– Occupy Vision p.134
I agree with Albert that political and economic competition exacerbate and reproduce sexism and homophobia. However he is saying that economic and political systems based on co-operation rather than on competition (parecon and parpolity) “foreclose options of hierarchy”, which pretty much means “sexism and homophobia will magically disappear”. This idea is just… bizarre.
Feminism vs Complementary Holism
Albert seems to think his ideas are feminist, but calling them that doesn’t make it so. Complementary Holism says that feminist ideas are only needed in the kinship sphere, and are not needed when the subject at hand is politics, economics, or culture. This is exactly the opposite of what feminists have been shouting from the rooftops ever since Carol Hanisch wrote The Personal Is Political in 1969. To give just a few examples showing that feminism exists and is needed in every part of society:
– In 1972 Selma James founded the Wages for Housework campaign.
– The Ford sewing machinists strike of 1968 in the UK led to the Equal Pay Act.
– In 1989 the US Kimberle Crenshaw founded the theory of Intersectionality, initially in order to explain the fact that, even after equal pay legislation forced businesses not to discriminate against women and Black people, white women and Black men were hired, but Black women were still discriminated against.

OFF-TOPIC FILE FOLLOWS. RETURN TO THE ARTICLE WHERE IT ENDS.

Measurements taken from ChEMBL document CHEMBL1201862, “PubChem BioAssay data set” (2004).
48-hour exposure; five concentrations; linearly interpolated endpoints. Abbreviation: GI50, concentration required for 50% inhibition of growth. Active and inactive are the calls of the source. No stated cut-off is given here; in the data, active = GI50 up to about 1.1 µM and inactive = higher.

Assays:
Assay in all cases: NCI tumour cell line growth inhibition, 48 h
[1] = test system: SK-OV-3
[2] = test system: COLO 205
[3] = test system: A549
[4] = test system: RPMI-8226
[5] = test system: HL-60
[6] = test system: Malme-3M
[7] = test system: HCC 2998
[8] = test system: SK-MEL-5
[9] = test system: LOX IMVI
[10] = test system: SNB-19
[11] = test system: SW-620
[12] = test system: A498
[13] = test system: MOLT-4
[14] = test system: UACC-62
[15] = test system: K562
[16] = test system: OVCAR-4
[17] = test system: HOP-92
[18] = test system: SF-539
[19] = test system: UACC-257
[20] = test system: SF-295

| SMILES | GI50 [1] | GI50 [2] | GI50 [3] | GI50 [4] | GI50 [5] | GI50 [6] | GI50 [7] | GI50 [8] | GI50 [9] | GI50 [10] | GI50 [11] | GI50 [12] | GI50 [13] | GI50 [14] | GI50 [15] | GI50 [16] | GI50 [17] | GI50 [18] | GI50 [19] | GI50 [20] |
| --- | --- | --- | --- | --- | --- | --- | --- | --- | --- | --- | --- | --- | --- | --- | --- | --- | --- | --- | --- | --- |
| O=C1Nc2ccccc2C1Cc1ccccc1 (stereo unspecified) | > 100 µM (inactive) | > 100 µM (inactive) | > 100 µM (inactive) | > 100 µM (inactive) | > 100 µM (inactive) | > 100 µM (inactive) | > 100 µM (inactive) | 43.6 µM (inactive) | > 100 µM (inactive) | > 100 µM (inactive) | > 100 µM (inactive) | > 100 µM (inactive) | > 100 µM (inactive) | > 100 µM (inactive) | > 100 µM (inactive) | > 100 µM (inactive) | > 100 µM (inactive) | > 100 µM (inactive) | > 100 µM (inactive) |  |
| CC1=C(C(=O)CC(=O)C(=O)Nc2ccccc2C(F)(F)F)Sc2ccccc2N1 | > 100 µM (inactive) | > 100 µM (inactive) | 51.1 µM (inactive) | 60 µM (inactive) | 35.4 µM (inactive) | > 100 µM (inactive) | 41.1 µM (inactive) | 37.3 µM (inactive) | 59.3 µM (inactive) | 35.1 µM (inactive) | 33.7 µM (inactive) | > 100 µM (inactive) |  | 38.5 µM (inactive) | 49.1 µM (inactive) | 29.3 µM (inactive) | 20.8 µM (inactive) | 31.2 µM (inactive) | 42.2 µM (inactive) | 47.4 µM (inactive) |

– The concept of the Male Gaze was originated by Laura Mulvey in 1975. It was originally used in Film Theory, and is now used to explain how women are objectified in virtually every type of media.
– In the 1970’s feminists began using the term Rape Culture. At the time rape was rarely discussed and was considered to be rare, since rape survivors were silenced by a culture of shame, victim-blaming, rape myths, and a tendency of the police to disbelieve women. However through consciousness-raising groups women discovered that rape was horrifyingly common, and began to map out the many ways in which our culture promotes rape. This important work continues today.
– Since 1976, women-only Reclaim the Night marches have been held yearly in cities across the globe, demanding the right for women to safely occupy public space, without being harassed or attacked, and without the need for male chaperones.
– SlutWalks around the world demand an end to rape apologism and victim-blaming by the police, but also by society in general.